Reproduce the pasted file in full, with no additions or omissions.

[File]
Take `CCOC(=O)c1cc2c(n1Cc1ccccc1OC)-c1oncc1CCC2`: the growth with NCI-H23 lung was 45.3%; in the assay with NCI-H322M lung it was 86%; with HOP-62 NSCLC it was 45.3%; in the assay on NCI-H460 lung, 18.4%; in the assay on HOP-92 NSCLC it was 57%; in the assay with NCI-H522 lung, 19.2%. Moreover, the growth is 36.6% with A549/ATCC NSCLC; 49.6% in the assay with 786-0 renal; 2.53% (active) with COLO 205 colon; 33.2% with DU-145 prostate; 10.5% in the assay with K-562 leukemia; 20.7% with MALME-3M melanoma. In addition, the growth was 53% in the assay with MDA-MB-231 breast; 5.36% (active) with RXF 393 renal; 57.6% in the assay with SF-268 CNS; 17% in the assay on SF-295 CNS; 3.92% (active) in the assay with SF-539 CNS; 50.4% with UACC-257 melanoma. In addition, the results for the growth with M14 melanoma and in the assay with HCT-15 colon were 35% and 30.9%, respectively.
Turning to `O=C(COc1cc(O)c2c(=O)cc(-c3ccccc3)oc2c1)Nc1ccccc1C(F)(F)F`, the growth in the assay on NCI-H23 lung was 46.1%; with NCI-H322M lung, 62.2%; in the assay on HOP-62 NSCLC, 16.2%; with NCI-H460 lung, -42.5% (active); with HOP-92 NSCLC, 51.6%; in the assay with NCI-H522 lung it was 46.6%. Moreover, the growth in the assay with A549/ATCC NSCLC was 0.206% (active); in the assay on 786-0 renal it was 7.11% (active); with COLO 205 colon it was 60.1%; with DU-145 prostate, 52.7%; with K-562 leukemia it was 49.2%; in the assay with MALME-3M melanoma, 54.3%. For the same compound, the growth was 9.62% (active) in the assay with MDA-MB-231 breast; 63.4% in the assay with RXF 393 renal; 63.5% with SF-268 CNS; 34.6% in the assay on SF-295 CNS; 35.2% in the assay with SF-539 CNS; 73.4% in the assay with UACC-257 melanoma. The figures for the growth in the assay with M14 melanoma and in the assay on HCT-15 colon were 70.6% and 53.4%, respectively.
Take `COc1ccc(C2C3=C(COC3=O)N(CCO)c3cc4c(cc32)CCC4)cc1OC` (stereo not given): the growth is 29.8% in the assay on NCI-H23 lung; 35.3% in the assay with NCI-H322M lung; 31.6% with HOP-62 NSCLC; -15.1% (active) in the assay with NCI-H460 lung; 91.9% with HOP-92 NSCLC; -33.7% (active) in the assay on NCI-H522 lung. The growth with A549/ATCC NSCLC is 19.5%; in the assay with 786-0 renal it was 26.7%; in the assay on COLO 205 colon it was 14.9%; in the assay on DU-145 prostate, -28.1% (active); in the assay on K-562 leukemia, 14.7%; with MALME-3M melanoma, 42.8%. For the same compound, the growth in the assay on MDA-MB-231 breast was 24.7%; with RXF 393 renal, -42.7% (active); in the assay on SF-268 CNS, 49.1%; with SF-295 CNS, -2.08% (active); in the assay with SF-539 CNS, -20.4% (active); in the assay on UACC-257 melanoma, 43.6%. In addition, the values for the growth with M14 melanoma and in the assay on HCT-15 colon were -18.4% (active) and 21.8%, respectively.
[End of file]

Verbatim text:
Take `CCOC(=O)c1cc2c(n1Cc1ccccc1OC)-c1oncc1CCC2`: the growth with NCI-H23 lung was 45.3%; in the assay with NCI-H322M lung it was 86%; with HOP-62 NSCLC it was 45.3%; in the assay on NCI-H460 lung, 18.4%; in the assay on HOP-92 NSCLC it was 57%; in the assay with NCI-H522 lung, 19.2%. Moreover, the growth is 36.6% with A549/ATCC NSCLC; 49.6% in the assay with 786-0 renal; 2.53% (active) with COLO 205 colon; 33.2% with DU-145 prostate; 10.5% in the assay with K-562 leukemia; 20.7% with MALME-3M melanoma. In addition, the growth was 53% in the assay with MDA-MB-231 breast; 5.36% (active) with RXF 393 renal; 57.6% in the assay with SF-268 CNS; 17% in the assay on SF-295 CNS; 3.92% (active) in the assay with SF-539 CNS; 50.4% with UACC-257 melanoma. In addition, the results for the growth with M14 melanoma and in the assay with HCT-15 colon were 35% and 30.9%, respectively.
Turning to `O=C(COc1cc(O)c2c(=O)cc(-c3ccccc3)oc2c1)Nc1ccccc1C(F)(F)F`, the growth in the assay on NCI-H23 lung was 46.1%; with NCI-H322M lung, 62.2%; in the assay on HOP-62 NSCLC, 16.2%; with NCI-H460 lung, -42.5% (active); with HOP-92 NSCLC, 51.6%; in the assay with NCI-H522 lung it was 46.6%. Moreover, the growth in the assay with A549/ATCC NSCLC was 0.206% (active); in the assay on 786-0 renal it was 7.11% (active); with COLO 205 colon it was 60.1%; with DU-145 prostate, 52.7%; with K-562 leukemia it was 49.2%; in the assay with MALME-3M melanoma, 54.3%. For the same compound, the growth was 9.62% (active) in the assay with MDA-MB-231 breast; 63.4% in the assay with RXF 393 renal; 63.5% with SF-268 CNS; 34.6% in the assay on SF-295 CNS; 35.2% in the assay with SF-539 CNS; 73.4% in the assay with UACC-257 melanoma. The figures for the growth in the assay with M14 melanoma and in the assay on HCT-15 colon were 70.6% and 53.4%, respectively.
Take `COc1ccc(C2C3=C(COC3=O)N(CCO)c3cc4c(cc32)CCC4)cc1OC` (stereo not given): the growth is 29.8% in the assay on NCI-H23 lung; 35.3% in the assay with NCI-H322M lung; 31.6% with HOP-62 NSCLC; -15.1% (active) in the assay with NCI-H460 lung; 91.9% with HOP-92 NSCLC; -33.7% (active) in the assay on NCI-H522 lung. The growth with A549/ATCC NSCLC is 19.5%; in the assay with 786-0 renal it was 26.7%; in the assay on COLO 205 colon it was 14.9%; in the assay on DU-145 prostate, -28.1% (active); in the assay on K-562 leukemia, 14.7%; with MALME-3M melanoma, 42.8%. For the same compound, the growth in the assay on MDA-MB-231 breast was 24.7%; with RXF 393 renal, -42.7% (active); in the assay on SF-268 CNS, 49.1%; with SF-295 CNS, -2.08% (active); in the assay with SF-539 CNS, -20.4% (active); in the assay on UACC-257 melanoma, 43.6%. In addition, the values for the growth with M14 melanoma and in the assay on HCT-15 colon were -18.4% (active) and 21.8%, respectively.